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Monday, May 17, 2004

The Long and the Short of it 

On one of the many mailing lists I subscribe to, DetecToday, there's a spirited discussion happening of late about short fiction, and the pros and cons of writing and reading them. As someone who's written short stories and continues to do so (the next one goes up in a few weeks' time) it's a debate that never ceases to intrigue me, mostly because I seem to go against the grain of many a crime fiction writer and fan.

If there's a consensus opinion, it's as follows: writers tend to gravitate towards novel-writing because they have the room to fully develop characters, explore conflicts, make plots as complex as they like, and have a large canvas to work out their craft issues and flesh out hidden (or not so hidden) meanings. Short stories, on the other hand, meet with less approval because the writer doesn't have enough time and space to construct a solid mystery, deepen characterization, etc.--the limitations of the format are seen as a hindrance.

For fans, the consensus appears to be that they prefer reading novels so they can sink their teeth into a character they can grow to like, get immersed in plot and conflict, and have a (reasonably) satisfactory solution. Short stories don't meet these requirements because they skimp on character, the plot is rushed, and the ending tends to disappoint.

I can safely say that if the above two paragraphs are, indeed, the consensus opinion, I don't share it and never will.

First, I'll put on my reader hat. I love reading short fiction because, when done well, it takes an idea, maybe two, and runs with it. The best stories move fast (or at least, at a sustainable pace) and engage me with a strong main character, snappy dialogue, a great twist at the end, an illumination of a particular idea or premise. Whatever it is, if it works, I'm sold. And I don't have to invest as much time as I would a novel.

Short stories are a wonderful way to see a writer's true voice in action, and sustained throughout. The range of voices are so different, from Sherman Alexie's sadness-tinged humor in his collections (like the recent TEN LITTLE INDIANS) to Angela Carter's wondrously delicious redefinition of old fairy tales (THE BLOODY CHAMBER) to Jincy Willett's razor-sharp observations of human nature (JENNY AND THE JAWS OF LIFE) to Eugene McCabe's startlingly sad depictions of Ireland through many generations (HEAVEN LIES ABOUT US). Take P.G. Wodehouse's madcap shorts, or L.M. Montgomery's depictions of orphans struggling to find family against all odds. Alice Munro, who is quite simply one of the finest short fiction writers alive. And on and on.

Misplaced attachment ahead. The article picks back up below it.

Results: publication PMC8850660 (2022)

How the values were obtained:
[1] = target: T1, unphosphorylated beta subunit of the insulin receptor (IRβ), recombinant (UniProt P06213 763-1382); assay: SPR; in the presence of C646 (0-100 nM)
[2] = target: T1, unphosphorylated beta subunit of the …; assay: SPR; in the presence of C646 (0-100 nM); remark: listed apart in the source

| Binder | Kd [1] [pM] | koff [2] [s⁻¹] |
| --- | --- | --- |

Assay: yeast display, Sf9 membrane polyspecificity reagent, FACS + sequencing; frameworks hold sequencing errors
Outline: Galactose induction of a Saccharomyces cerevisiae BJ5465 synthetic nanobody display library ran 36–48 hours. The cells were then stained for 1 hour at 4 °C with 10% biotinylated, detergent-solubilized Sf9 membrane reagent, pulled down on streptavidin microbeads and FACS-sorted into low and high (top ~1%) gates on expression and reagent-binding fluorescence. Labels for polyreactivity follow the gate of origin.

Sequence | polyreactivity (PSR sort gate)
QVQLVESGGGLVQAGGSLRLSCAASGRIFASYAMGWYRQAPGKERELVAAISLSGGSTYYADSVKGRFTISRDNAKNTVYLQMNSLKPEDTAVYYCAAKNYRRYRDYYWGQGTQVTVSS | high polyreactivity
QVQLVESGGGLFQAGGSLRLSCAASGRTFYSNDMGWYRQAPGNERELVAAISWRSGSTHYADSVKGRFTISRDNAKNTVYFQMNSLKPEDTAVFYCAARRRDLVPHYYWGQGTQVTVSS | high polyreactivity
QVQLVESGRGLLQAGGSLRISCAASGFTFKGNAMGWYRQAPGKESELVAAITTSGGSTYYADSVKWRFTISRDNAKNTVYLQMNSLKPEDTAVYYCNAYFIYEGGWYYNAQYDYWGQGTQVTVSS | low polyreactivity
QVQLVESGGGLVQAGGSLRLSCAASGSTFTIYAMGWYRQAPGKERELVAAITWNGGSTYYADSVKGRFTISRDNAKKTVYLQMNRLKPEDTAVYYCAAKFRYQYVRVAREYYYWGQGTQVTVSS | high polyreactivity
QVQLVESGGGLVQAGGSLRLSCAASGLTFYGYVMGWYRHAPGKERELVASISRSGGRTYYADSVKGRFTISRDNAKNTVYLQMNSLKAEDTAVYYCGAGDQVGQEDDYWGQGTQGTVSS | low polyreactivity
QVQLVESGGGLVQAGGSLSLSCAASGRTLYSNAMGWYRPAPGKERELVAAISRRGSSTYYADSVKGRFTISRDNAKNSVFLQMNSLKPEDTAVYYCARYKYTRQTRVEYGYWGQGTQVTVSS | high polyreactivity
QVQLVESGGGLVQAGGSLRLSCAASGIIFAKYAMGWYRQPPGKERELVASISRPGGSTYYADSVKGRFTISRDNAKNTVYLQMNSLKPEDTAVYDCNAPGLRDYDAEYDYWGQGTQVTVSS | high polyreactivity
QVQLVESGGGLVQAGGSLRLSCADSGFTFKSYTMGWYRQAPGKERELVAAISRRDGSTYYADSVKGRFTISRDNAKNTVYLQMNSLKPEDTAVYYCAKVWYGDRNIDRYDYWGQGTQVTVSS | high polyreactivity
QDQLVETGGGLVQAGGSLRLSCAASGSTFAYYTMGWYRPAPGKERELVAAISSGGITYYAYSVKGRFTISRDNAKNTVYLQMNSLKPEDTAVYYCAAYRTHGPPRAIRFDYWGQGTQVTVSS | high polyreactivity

That being said, maybe it's no accident that the writers who leap to my mind are not crime writers, although some of the genre stories I've read in the last couple of years have certainly stuck with me, like most of the entries in the TART NOIR anthology, the all-star issue of Plots With Guns last fall, Dave White's "Closure" (one of the best "9/11 aftermath" stories, period) and Dave Zeltserman's "More than a Scam," (which takes the Nigerian spam thing and mutates it into a chilling noir piece), to name just a select few. These stories fulfilled my internal criteria, and that's why I enjoyed them. But most are not "mystery" stories per se; crime stories certainly, but they don't necessarily adhere to the classic structure and construction...only to disappoint at the end. Rather, they take a theme, a character, a premise, mix them all up, and create something special in the process.

Which is what I try very hard to when I write them. So now I'll look at shorts from a writer's perspective.

Frankly, the idea of writing a novel terrifies me at this point, and it's in part because of the way my writing process works at the moment. It's sporadic, anarchic, and damned inconsistent, a combination of weeks of laziness and spurts of inspiration. For some reason, all the stories I've written that "worked" (i.e. that I've been reasonably satisfied with or have been published somewhere) involved me having a "eureka" moment of some sort, rushing home, and banging out a first draft in a matter of hours. Fast and furious, but I cannot stop till the draft's done. Then I leave it for a few days and start to tinker. But every time I've been methodical about a story, done a set word limit or thereabouts, the stories invariably disappoint me (and, unsurprisingly, are the ones that get rejected.)

This can't last, because it's really not a healthy way to write. I do want to write a novel someday, but I can't do an entire draft in a night, let alone a month. That's just far too taxing. But until I can learn how to manage my time, develop some stamina, if you will, I think I'm going to be writing short fiction for the forseeable future.

Which doesn't bother me in the least, because I love doing so. As Gerald said on the list, "For all they demand of the writer, finishing [a short story]--having written something that rings true to readers despite the constraints--is a great reward." And ultimately, whether writing a lengthy or short work, that's what it's about--writing something that rings true, and has some level of satisfaction for both the writer and the reader.

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